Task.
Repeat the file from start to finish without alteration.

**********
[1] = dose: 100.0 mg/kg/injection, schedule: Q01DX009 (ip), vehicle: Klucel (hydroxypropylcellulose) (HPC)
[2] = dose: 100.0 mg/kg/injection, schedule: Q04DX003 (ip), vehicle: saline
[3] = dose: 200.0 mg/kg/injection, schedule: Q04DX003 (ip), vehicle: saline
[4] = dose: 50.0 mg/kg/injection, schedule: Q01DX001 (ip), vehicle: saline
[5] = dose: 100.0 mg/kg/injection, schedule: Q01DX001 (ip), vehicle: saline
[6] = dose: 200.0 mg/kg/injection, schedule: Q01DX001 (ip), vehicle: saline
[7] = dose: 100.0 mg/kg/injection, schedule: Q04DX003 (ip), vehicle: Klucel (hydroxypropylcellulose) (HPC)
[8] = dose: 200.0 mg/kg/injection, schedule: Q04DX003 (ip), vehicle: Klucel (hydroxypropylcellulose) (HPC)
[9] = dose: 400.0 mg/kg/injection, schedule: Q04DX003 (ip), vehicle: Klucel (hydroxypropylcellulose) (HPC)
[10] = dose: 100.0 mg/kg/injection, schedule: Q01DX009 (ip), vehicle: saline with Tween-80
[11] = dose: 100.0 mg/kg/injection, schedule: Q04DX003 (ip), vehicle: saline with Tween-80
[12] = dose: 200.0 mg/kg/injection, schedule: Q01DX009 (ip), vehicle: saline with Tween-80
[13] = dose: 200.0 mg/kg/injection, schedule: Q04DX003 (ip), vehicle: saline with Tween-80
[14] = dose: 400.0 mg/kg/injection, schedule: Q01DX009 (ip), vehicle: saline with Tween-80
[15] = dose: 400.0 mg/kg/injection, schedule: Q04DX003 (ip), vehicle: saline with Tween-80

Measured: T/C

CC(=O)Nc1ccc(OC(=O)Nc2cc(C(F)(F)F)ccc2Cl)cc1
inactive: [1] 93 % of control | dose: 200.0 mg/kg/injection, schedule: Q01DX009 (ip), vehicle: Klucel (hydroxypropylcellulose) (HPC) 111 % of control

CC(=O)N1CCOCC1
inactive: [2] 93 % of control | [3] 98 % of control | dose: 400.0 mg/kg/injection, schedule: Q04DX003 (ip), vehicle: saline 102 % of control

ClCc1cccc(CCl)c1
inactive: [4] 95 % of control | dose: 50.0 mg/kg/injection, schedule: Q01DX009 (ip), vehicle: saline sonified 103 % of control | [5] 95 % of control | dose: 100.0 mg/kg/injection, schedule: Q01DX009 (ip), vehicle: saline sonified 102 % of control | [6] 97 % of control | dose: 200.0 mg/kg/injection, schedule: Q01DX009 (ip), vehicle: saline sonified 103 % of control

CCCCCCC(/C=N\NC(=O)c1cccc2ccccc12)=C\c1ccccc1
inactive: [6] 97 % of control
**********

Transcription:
[1] = dose: 100.0 mg/kg/injection, schedule: Q01DX009 (ip), vehicle: Klucel (hydroxypropylcellulose) (HPC)
[2] = dose: 100.0 mg/kg/injection, schedule: Q04DX003 (ip), vehicle: saline
[3] = dose: 200.0 mg/kg/injection, schedule: Q04DX003 (ip), vehicle: saline
[4] = dose: 50.0 mg/kg/injection, schedule: Q01DX001 (ip), vehicle: saline
[5] = dose: 100.0 mg/kg/injection, schedule: Q01DX001 (ip), vehicle: saline
[6] = dose: 200.0 mg/kg/injection, schedule: Q01DX001 (ip), vehicle: saline
[7] = dose: 100.0 mg/kg/injection, schedule: Q04DX003 (ip), vehicle: Klucel (hydroxypropylcellulose) (HPC)
[8] = dose: 200.0 mg/kg/injection, schedule: Q04DX003 (ip), vehicle: Klucel (hydroxypropylcellulose) (HPC)
[9] = dose: 400.0 mg/kg/injection, schedule: Q04DX003 (ip), vehicle: Klucel (hydroxypropylcellulose) (HPC)
[10] = dose: 100.0 mg/kg/injection, schedule: Q01DX009 (ip), vehicle: saline with Tween-80
[11] = dose: 100.0 mg/kg/injection, schedule: Q04DX003 (ip), vehicle: saline with Tween-80
[12] = dose: 200.0 mg/kg/injection, schedule: Q01DX009 (ip), vehicle: saline with Tween-80
[13] = dose: 200.0 mg/kg/injection, schedule: Q04DX003 (ip), vehicle: saline with Tween-80
[14] = dose: 400.0 mg/kg/injection, schedule: Q01DX009 (ip), vehicle: saline with Tween-80
[15] = dose: 400.0 mg/kg/injection, schedule: Q04DX003 (ip), vehicle: saline with Tween-80

Measured: T/C

CC(=O)Nc1ccc(OC(=O)Nc2cc(C(F)(F)F)ccc2Cl)cc1
inactive: [1] 93 % of control | dose: 200.0 mg/kg/injection, schedule: Q01DX009 (ip), vehicle: Klucel (hydroxypropylcellulose) (HPC) 111 % of control

CC(=O)N1CCOCC1
inactive: [2] 93 % of control | [3] 98 % of control | dose: 400.0 mg/kg/injection, schedule: Q04DX003 (ip), vehicle: saline 102 % of control

ClCc1cccc(CCl)c1
inactive: [4] 95 % of control | dose: 50.0 mg/kg/injection, schedule: Q01DX009 (ip), vehicle: saline sonified 103 % of control | [5] 95 % of control | dose: 100.0 mg/kg/injection, schedule: Q01DX009 (ip), vehicle: saline sonified 102 % of control | [6] 97 % of control | dose: 200.0 mg/kg/injection, schedule: Q01DX009 (ip), vehicle: saline sonified 103 % of control

CCCCCCC(/C=N\NC(=O)c1cccc2ccccc12)=C\c1ccccc1
inactive: [6] 97 % of control